Series: Midnight Texas #1
Published by Ace Hardcover on May 6th 2014
Genres: Paranormal/Urban Fantasy
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From Charlaine Harris, the bestselling author who created Sookie Stackhouse and her world of Bon Temps, Louisiana, comes a darker locale - populated by more strangers than friends. But then, that’s how the locals prefer it...
Welcome to Midnight, Texas, a town with many boarded-up windows and few full-time inhabitants, located at the crossing of Witch Light Road and Davy Road. It’s a pretty standard dried-up western town.
There’s a pawnshop (someone lives in the basement and is seen only at night). There’s a diner (people who are just passing through tend not to linger). And there’s new resident Manfred Bernardo, who thinks he’s found the perfect place to work in private (and who has secrets of his own).
Stop at the one traffic light in town, and everything looks normal. Stay awhile, and learn the truth...
A lot of potential, but this first novel didn’t have too much paranormal for a paranormal story.
Charlaine Harris’s Midnight, Texas gave me flashbacks of reading old Stephen King Castle Rock stories. You knew there was something off about the place, but you weren’t exactly sure what was happening. It was a wonderful set up and I can see the potential. But in this first story, it just didn’t live up to that potential which was so frustrating.
We are introduced to the Town through the eyes of the newest inhabitant Manfred Bernardo, who is just moving into the cottage next to the Pawn Shop owned by Bobo. As Manfred gets to know his new neighbors and the Town of Midnight, we get to know them as well.
The story has a great flow to and whole point of learning the Town bit by bit helps draw out the story in a very natural development.
What bothered me about the story was simply that some of the inhabitants of Midnight, and we will probably eventually learn that all of the inhabitants of Midnight, have special abilities but they were barely touched upon. I mean to such a degree that I would say why bother? It could have simply been an interesting story about an odd own and its quirky citizens so why make them supernatural if that is barely touched upon.
For example, the newest arrival, Manfred, is a psychic. While he has several online sites for which he charges money for and uses psychology rather than his true ability to give readings, we only see him use his real ability once or twice.
His neighbor, Fiji Cavanaugh, is a witch. She runs a little shop out of her house which gives off more of a wicca vibe and she teaches wicca-type classes, but she is a true witch from a family of witches. Again, we only see her do one or two “spells.” We don’t see Fiji do any impressive witchery.
The only other character we are certain has paranormal abilities is Lemuel Bridger. Lemuel is a vampire and lives in the apartment under the pawn shop and he works nights, for obvious reasons. Everyone knows that he is a vampire, but this vampire takes nutrition in the form of either blood or energy. We never see him feed on anyone’s blood, but he does borrow a cup of energy from his new neighbor Manfred. I don’t believe that vampires are out of the coffin in this series, unlike her Sookie Stackhouse series, since there was only an inference that the sheriff shouldn’t go trying to wake up Lemuel for questionings since Lemuel is the night clerk and doesn’t come out during the day, not “Lemuel is a vampire” and the Sheriff would know he was not available during the day to question. It also seems that all “others” keep out of sight during the day since they only come to the Pawn shop at night to transact business with Lemuel, not Bobo, the owner.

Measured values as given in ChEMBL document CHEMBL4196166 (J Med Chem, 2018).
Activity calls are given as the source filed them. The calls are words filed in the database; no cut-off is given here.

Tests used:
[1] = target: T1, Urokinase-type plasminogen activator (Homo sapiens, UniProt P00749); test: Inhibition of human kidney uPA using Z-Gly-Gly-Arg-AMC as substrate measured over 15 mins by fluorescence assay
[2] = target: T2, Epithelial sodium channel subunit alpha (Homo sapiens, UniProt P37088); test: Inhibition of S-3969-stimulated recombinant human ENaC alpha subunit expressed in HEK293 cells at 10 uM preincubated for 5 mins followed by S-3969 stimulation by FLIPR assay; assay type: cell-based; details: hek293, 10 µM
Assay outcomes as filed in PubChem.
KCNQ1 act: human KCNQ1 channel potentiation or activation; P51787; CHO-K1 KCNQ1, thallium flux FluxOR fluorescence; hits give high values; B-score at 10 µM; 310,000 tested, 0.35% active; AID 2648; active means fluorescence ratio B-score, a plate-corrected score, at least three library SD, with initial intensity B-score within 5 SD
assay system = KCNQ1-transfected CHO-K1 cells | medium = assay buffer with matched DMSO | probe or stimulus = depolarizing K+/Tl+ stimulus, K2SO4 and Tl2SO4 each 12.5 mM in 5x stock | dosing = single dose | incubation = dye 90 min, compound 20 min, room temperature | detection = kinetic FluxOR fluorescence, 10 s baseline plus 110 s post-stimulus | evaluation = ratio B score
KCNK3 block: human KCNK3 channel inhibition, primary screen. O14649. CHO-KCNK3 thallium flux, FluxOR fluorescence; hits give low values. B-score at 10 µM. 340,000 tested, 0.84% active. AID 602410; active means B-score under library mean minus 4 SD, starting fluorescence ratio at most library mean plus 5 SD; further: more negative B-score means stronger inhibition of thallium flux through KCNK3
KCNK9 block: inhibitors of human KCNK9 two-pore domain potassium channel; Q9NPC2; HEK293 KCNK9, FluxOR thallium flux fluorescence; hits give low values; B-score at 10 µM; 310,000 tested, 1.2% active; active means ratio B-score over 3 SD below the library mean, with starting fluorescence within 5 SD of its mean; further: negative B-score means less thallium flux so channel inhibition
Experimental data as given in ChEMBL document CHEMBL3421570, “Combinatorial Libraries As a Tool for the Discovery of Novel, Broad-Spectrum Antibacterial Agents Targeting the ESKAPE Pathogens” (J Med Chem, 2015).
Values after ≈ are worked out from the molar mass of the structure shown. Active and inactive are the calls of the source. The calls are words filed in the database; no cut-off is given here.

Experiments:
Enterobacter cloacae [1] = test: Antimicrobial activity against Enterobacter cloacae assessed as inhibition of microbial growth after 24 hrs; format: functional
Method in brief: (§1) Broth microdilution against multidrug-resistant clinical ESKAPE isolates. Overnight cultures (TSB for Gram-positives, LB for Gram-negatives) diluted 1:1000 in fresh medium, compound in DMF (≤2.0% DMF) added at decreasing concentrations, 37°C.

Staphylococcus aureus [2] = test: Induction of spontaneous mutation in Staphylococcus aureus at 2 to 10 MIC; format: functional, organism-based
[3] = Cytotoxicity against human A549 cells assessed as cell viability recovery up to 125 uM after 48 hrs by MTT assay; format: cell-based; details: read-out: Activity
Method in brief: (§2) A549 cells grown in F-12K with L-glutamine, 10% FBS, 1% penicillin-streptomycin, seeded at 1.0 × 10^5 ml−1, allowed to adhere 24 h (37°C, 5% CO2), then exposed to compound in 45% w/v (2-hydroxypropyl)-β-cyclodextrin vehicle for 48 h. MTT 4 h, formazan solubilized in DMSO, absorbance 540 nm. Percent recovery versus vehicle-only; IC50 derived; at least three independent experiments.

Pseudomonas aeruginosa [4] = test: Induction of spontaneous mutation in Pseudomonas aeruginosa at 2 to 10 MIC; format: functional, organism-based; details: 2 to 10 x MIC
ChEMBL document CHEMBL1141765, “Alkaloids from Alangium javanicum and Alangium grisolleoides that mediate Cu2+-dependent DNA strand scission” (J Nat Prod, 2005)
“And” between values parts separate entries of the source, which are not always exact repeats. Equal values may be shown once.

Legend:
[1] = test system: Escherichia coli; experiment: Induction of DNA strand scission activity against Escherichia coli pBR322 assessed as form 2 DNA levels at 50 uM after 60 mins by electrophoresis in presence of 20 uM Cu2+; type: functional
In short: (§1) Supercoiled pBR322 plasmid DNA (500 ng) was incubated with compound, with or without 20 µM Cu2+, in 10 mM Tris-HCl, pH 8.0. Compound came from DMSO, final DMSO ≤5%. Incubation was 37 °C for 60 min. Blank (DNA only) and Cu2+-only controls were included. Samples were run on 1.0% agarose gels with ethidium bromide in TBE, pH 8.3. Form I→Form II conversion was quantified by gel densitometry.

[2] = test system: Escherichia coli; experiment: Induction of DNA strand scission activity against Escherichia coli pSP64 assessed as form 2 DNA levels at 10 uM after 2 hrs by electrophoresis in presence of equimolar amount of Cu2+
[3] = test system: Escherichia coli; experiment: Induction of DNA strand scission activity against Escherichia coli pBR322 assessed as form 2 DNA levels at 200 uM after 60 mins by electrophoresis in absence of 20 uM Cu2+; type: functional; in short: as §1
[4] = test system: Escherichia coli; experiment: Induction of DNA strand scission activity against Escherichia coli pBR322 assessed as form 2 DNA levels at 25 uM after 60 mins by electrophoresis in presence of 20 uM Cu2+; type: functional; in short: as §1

The other characters introduced, but not with any paranormal indication, are Olivia, who conducts unknown business and is always going out of town. She seems a little shady and is very flexible with issues such a killing or disposal of bodies. Is she a spy? An assassin? A succubus? We don’t know yet if she is anything supernatural at all.
Bobo Winthrop, the owner of the Pawn Shop and Manfred’s landlord. We know that Fiji has a big crush on Bobo, but recently Bobo’s girlfriend, Aubrey, left him and she keeps her crush secret. The big mystery of the story is that Bobo’s girlfriend’s body is found, so obviously she didn’t just abandon him as he thought, but the question is who killed her and why.
The Rev is a very big question mark. He runs a tiny, non-denominational church which has an attached pet cemetery, but The Rev is very quiet and keeps to himself for most of the story.
The other characters are a gay couple, Joe and Chewy and their little pekingese, who run an antique shop/nail salon; Madonna who runs the diner, and her husband, Teacher and their baby; and the odd family that runs the local Gas ‘N Go, Shawn Lovell and his daughter, Creek and son, Connor.
No one else but Lemuel, Manfred or Fiji are introduced as anything but normal, human inhabitants of an odd, empty town of Midnight. The question is will that change in the other two stories which have been released? I don’t know, but I will find out.
This series has been made into a TV series which will be starting soon on NBC called Midnight, Texas. I watched the trailer after I had started the story so that I could picture the characters in my head better. I am certainly going to give it a try. The only thing that threw me off was Lemuel is played by Peter Mensah. In the book, they keep talking about how pale, pale, pale Lemuel is. Peter Mensah is not pale at all and as I pictured Peter as Lemuel, the comments about pale Lemuel no longer fit.
I believe the series begins in May and I am going to try to get to the other two books before that begins. If NBC follows what HBO did to the Sookie Stackhouse series, they will deviate from books with their own plots. You can see from the trailer, they are going to make full use of the paranormal abilities for TV.